Search Site   
News Stories at a Glance

Congress OKs tax package that will expire in two weeks

Lawsuit by states confronts Obama’s immigration order
Industry experts: Soybean exports help prop up price
Illinois beef producers to vote on checkoff’s return
   
Archive
Search Archive  
   
Ohio researcher: Bioproducts can replace more than fuel
By JANE HOUIN
Ohio Correspondent

COLUMBUS, Ohio — With the groundbreaking of five new Ohio ethanol plants this year alone, it’s no secret that both consumers and investors are ready to jump onboard the idea of using agricultural bioproducts, like corn and soybeans, as an alternative to the use of traditional petroleum fuels and as a way to reduce our dependence on foreign fossil fuels.

But petroleum products are used for a lot more than just fueling our vehicles. They are used for a variety of specialty chemicals and polymers used everyday as well – everything from plastics and copier toners to the clothes we wear. And researching ways to use bioproducts as alternatives to these uses is where Bhima Vijayendran fits into the picture.

As a senior research leader at Battelle’s research and development headquarters in Columbus, Ohio, Vijayendran is aggressively researching ways to alleviate our petroleum dependency using soybeans. In fact, Vijayendran’s research team has already developed several ways to replace petroleum with soy in products like hand cleaners and office toners, but they feel there is much more on the horizon.

“Interest in biofuels has helped to develop industrial products for consumer markets to make the biorefinery model become real and economically viable,” said Vijayendran, who was named Battelle’s Inventor of the Year in 2004 and had authored more than 50 U.S. patents. “One needs to develop value-added products from all components of feedstock used in biofuel, just as in a petroleum refinery, to have a viable and economically sustainable biofuel alternative.”

According to the Department of Energy, petroleum-based products make up 5 percent of oil consumption in the United States. While that number may not seem like a lot, it adds up to over 1 million barrels of oil each day.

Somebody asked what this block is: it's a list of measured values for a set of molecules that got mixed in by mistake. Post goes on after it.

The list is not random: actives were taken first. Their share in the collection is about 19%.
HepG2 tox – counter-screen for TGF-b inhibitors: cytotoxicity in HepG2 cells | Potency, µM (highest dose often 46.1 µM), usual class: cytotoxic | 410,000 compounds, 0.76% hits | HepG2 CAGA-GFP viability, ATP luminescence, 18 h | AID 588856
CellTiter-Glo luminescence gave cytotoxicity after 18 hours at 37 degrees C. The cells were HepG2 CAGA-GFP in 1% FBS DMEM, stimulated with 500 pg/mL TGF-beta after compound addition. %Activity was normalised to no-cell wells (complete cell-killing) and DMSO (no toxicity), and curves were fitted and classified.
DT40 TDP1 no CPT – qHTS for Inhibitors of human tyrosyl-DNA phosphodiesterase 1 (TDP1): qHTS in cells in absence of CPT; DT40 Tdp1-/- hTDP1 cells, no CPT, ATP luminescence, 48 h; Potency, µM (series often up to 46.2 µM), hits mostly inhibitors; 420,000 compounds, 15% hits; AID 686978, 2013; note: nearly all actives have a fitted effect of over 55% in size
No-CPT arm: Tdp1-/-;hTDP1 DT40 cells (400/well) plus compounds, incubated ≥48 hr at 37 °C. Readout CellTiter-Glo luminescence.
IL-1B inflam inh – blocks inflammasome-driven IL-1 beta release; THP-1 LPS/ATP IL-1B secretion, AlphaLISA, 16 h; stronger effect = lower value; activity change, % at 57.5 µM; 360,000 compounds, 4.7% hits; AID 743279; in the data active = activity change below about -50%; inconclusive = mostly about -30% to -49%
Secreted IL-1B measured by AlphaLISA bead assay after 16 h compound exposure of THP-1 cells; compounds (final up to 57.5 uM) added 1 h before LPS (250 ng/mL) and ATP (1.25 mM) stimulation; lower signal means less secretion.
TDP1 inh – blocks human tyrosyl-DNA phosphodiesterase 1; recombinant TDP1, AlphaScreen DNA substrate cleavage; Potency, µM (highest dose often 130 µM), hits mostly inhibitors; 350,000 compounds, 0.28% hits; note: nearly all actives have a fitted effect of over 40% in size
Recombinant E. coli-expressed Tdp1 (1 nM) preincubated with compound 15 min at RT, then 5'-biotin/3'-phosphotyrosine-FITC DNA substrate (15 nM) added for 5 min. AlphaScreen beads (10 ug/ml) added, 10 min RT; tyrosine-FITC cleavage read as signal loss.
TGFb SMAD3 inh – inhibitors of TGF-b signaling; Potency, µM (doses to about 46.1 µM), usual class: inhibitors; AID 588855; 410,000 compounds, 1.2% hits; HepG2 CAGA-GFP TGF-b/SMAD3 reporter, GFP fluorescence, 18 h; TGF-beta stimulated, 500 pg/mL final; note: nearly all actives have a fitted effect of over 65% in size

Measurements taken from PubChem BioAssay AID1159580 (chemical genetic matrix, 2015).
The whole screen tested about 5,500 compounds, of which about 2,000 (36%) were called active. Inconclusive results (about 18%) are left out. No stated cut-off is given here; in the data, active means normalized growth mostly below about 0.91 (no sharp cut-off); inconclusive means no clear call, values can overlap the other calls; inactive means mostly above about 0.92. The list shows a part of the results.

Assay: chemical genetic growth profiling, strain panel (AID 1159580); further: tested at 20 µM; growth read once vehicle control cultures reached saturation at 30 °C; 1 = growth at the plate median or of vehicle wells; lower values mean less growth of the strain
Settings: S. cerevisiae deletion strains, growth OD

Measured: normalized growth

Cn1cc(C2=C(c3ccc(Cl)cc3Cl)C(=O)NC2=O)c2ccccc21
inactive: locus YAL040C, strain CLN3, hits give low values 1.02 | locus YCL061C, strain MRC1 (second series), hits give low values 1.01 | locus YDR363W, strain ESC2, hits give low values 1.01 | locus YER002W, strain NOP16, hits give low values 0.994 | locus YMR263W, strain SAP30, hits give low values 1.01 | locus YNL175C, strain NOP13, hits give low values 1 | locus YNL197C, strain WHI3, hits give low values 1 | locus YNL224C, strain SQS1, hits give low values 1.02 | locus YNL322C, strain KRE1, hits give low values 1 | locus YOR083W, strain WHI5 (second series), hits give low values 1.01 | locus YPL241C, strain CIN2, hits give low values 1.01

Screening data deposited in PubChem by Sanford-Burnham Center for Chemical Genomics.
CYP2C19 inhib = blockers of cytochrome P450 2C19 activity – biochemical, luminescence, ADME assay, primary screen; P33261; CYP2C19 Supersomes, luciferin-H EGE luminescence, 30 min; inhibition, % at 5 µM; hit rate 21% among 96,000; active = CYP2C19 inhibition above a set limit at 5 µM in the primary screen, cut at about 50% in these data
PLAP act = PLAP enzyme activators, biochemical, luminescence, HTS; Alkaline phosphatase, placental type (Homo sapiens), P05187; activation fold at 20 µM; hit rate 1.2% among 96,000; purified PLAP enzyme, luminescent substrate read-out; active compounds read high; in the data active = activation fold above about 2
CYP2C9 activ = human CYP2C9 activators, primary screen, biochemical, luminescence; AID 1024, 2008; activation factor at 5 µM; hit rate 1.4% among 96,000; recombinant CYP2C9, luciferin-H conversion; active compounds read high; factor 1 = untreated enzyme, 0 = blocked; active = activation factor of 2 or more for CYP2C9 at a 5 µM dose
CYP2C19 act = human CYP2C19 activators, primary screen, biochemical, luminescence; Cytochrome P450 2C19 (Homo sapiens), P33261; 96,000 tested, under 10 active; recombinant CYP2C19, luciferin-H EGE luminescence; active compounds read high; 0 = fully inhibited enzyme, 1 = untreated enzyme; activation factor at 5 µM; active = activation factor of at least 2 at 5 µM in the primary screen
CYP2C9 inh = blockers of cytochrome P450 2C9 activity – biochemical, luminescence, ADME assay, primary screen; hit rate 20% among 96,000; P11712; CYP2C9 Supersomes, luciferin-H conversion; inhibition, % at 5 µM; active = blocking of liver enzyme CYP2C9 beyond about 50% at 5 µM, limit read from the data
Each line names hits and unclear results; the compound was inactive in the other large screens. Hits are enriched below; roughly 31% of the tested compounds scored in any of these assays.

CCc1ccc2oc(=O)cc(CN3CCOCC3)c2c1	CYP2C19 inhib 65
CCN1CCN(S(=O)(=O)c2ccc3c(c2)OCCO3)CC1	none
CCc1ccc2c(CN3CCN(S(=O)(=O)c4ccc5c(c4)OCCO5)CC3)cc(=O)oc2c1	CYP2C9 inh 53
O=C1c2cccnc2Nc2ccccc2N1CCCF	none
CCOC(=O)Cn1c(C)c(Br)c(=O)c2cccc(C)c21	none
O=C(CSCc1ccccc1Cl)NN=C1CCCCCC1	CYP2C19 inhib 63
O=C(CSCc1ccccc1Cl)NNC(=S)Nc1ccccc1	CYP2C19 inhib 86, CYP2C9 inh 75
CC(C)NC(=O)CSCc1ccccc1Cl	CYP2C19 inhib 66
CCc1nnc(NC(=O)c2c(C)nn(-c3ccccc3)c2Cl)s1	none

“I have always been interested in economically viable, sustainable and environmentally friendly technologies, and at Battelle, we have been very active in bioproducts from renewable resources such as soybean and corn for many years,” said Vijayendran, who received his bachelor and masters degrees in chemical technology from the University of Madras before earning his PhD in polymer and surface science from the University of Southern California in Los Angeles and his MBA from the University of Hew Haven in Connecticut.

“This led me and our team to work on soy-based industrial products with support from the Ohio Soybean Council and the United Soybean Board through their checkoff program.”

In 2001 the OSC recognized Vijayendran for his soybean research work with the Outstanding Achievement Award. He was also awarded the Outstanding Achievement Award in 2003 by the United Soybean Board.

Working with the OSC, Vijayendran has helped develop soy-based, de-inkable toner for office copiers that result in easier recycling of used papers as well as soy-based polymers, adhesives, plasticizers for polymer resins and even soy-based tofu.

Already, Battelle scientists have developed a soy-based wood adhesive that performs better than traditional adhesives while also being less expensive and reducing energy costs.

They have also produced lactide polymer from fermentation processes for use in the manufacturing of biodegradable polymers and developed Soyl - a biodegradable, water-based industrial hand cleaner that is finding excellent market penetration as a “green” substitute for chlorinated solvent-based cleaners.

Some of the most promising areas of research for bioproduct uses that Vijayendran is currently researching include industrial products for the plastic, coatings and transportation industries to replace fossil sources of feedstock.

Vijayendran says that research adds up to benefits to farmers in both new markets for their crops as well as more stable prices for soybeans and corn.

The goal is for these biobased products to improve the triple bottom line for businesses: improving economic, environmental and social implications of their products and processes. Vijayendran’s team hopes to develop and design products that deliver greater value with fewer resources.

For more information about Battelle, visit www.battelle.org/

This farm news was published in the Jan. 3, 2007 issue of Farm World, serving Indiana, Ohio, Illinois, Kentucky, Michigan and Tennessee.

1/3/2007